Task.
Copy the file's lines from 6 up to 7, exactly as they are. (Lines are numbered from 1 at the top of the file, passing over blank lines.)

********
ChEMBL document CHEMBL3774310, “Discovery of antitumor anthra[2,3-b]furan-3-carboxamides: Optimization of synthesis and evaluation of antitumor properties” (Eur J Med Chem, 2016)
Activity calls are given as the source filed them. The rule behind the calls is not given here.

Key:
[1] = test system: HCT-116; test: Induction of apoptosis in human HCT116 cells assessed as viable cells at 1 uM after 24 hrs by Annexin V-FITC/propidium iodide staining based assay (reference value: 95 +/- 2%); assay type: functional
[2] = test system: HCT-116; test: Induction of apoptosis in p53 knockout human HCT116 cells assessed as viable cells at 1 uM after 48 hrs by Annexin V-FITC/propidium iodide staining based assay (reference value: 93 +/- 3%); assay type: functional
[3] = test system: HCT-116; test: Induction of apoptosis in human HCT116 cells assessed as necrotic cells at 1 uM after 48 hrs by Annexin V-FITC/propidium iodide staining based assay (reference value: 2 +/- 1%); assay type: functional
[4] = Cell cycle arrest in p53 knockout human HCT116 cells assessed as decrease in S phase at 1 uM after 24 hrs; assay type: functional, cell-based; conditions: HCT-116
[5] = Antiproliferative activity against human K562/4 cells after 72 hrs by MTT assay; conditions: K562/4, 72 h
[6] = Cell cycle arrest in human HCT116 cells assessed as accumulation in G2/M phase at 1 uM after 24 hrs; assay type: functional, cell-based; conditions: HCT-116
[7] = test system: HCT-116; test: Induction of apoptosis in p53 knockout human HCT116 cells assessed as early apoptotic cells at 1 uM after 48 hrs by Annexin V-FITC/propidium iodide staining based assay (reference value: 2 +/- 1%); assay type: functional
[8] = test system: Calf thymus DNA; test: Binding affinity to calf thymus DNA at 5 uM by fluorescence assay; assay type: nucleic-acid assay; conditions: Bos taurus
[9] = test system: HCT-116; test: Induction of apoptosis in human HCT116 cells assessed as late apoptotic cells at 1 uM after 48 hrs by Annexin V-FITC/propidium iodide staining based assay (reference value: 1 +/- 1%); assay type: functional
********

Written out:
[3] = test system: HCT-116; test: Induction of apoptosis in human HCT116 cells assessed as necrotic cells at 1 uM after 48 hrs by Annexin V-FITC/propidium iodide staining based assay (reference value: 2 +/- 1%); assay type: functional
[4] = Cell cycle arrest in p53 knockout human HCT116 cells assessed as decrease in S phase at 1 uM after 24 hrs; assay type: functional, cell-based; conditions: HCT-116